same direction in this four-way intersection since a vehicle ahead may need to stop and wait for the red signal so it is easy to be caught up by other vehicles behind. Such collisions cannot be handled by Even-Odd and Four-Part. Besides, EvenOdd MAC cannot avoid the contention collisions that happen near the intersection between vehicles using the same set of slots (like vehicles heading North and East that both use the even slots). For the Four-Part MAC, although no contention collision will happen between vehicles that originally driving at different directions, vehicles may change their directions at the intersection. Furthermore, the quartered number of available slots not only increases the probability of contention collisions but also causes more encounter collisions between vehicles running at the same direction. Contrasting with ADHOC MAC, Even-Odd and Four-Part protocols, PTMAC performs better with 48.1%, 44.7% and 47.9% fewer collisions respectively when we set 64 slots in a frame and 150 vehicles for each direction. In the same environment, the packet delivery rate of PTMAC improves about 8.6%, 7.4% and 8.5% comparing to ADHOC MAC, Even-Odd and Four-Part protocols respectively. When we increase the traffic density to 175 vehicles for each direction, PTMAC has 10.9%, 10.7% and 10.8% higher delivery rate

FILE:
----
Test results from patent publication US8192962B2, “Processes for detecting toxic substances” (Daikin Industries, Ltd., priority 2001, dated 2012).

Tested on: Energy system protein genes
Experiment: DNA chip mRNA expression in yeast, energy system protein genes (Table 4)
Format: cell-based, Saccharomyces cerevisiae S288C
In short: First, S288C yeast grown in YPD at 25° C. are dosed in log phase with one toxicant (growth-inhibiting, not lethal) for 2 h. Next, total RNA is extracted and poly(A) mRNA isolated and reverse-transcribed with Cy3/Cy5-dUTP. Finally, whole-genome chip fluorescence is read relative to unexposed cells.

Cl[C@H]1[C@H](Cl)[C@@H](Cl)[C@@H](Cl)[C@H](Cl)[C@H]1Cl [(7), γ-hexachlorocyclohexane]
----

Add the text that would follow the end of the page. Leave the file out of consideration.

95

0.2

0.3

0.4

0.5

0.6

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Traffic Balance Rate

(d) 88 Slots Per Frame